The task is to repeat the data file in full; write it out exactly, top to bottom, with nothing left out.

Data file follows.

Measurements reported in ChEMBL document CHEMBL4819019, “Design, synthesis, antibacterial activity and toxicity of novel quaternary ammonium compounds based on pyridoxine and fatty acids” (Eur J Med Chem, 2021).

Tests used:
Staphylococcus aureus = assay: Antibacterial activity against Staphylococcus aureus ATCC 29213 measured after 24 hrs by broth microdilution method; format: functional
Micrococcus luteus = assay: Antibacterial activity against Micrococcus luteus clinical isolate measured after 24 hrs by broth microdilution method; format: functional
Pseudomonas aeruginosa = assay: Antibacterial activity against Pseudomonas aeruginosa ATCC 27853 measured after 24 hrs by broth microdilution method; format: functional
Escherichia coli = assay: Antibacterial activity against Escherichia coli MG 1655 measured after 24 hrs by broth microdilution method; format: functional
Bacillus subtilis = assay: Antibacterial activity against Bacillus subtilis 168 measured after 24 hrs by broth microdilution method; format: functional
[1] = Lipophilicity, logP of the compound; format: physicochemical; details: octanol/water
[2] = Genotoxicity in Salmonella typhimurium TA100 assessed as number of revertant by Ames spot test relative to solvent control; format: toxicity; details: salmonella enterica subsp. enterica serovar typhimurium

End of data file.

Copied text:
Measurements reported in ChEMBL document CHEMBL4819019, “Design, synthesis, antibacterial activity and toxicity of novel quaternary ammonium compounds based on pyridoxine and fatty acids” (Eur J Med Chem, 2021).

Tests used:
Staphylococcus aureus = assay: Antibacterial activity against Staphylococcus aureus ATCC 29213 measured after 24 hrs by broth microdilution method; format: functional
Micrococcus luteus = assay: Antibacterial activity against Micrococcus luteus clinical isolate measured after 24 hrs by broth microdilution method; format: functional
Pseudomonas aeruginosa = assay: Antibacterial activity against Pseudomonas aeruginosa ATCC 27853 measured after 24 hrs by broth microdilution method; format: functional
Escherichia coli = assay: Antibacterial activity against Escherichia coli MG 1655 measured after 24 hrs by broth microdilution method; format: functional
Bacillus subtilis = assay: Antibacterial activity against Bacillus subtilis 168 measured after 24 hrs by broth microdilution method; format: functional
[1] = Lipophilicity, logP of the compound; format: physicochemical; details: octanol/water
[2] = Genotoxicity in Salmonella typhimurium TA100 assessed as number of revertant by Ames spot test relative to solvent control; format: toxicity; details: salmonella enterica subsp. enterica serovar typhimurium